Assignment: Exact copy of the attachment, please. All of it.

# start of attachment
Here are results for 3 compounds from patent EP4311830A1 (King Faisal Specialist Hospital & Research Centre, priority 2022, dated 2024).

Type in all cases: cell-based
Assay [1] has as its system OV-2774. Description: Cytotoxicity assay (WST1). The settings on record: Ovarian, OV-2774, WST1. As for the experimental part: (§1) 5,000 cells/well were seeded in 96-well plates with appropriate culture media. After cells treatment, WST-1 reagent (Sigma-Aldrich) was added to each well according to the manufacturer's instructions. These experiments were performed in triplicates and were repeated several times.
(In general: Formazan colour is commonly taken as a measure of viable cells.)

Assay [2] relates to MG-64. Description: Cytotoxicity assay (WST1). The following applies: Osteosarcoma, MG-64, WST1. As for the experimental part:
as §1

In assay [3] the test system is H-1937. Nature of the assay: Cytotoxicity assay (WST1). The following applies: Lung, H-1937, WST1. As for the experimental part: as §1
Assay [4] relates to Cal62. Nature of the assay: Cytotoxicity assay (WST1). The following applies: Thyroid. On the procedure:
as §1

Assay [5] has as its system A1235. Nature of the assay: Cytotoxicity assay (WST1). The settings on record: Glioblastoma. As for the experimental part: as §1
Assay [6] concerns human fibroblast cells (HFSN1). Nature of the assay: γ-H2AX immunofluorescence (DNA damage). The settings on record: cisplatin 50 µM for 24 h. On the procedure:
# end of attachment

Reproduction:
Here are results for 3 compounds from patent EP4311830A1 (King Faisal Specialist Hospital & Research Centre, priority 2022, dated 2024).

Type in all cases: cell-based
Assay [1] has as its system OV-2774. Description: Cytotoxicity assay (WST1). The settings on record: Ovarian, OV-2774, WST1. As for the experimental part: (§1) 5,000 cells/well were seeded in 96-well plates with appropriate culture media. After cells treatment, WST-1 reagent (Sigma-Aldrich) was added to each well according to the manufacturer's instructions. These experiments were performed in triplicates and were repeated several times.
(In general: Formazan colour is commonly taken as a measure of viable cells.)

Assay [2] relates to MG-64. Description: Cytotoxicity assay (WST1). The following applies: Osteosarcoma, MG-64, WST1. As for the experimental part:
as §1

In assay [3] the test system is H-1937. Nature of the assay: Cytotoxicity assay (WST1). The following applies: Lung, H-1937, WST1. As for the experimental part: as §1
Assay [4] relates to Cal62. Nature of the assay: Cytotoxicity assay (WST1). The following applies: Thyroid. On the procedure:
as §1

Assay [5] has as its system A1235. Nature of the assay: Cytotoxicity assay (WST1). The settings on record: Glioblastoma. As for the experimental part: as §1
Assay [6] concerns human fibroblast cells (HFSN1). Nature of the assay: γ-H2AX immunofluorescence (DNA damage). The settings on record: cisplatin 50 µM for 24 h. On the procedure: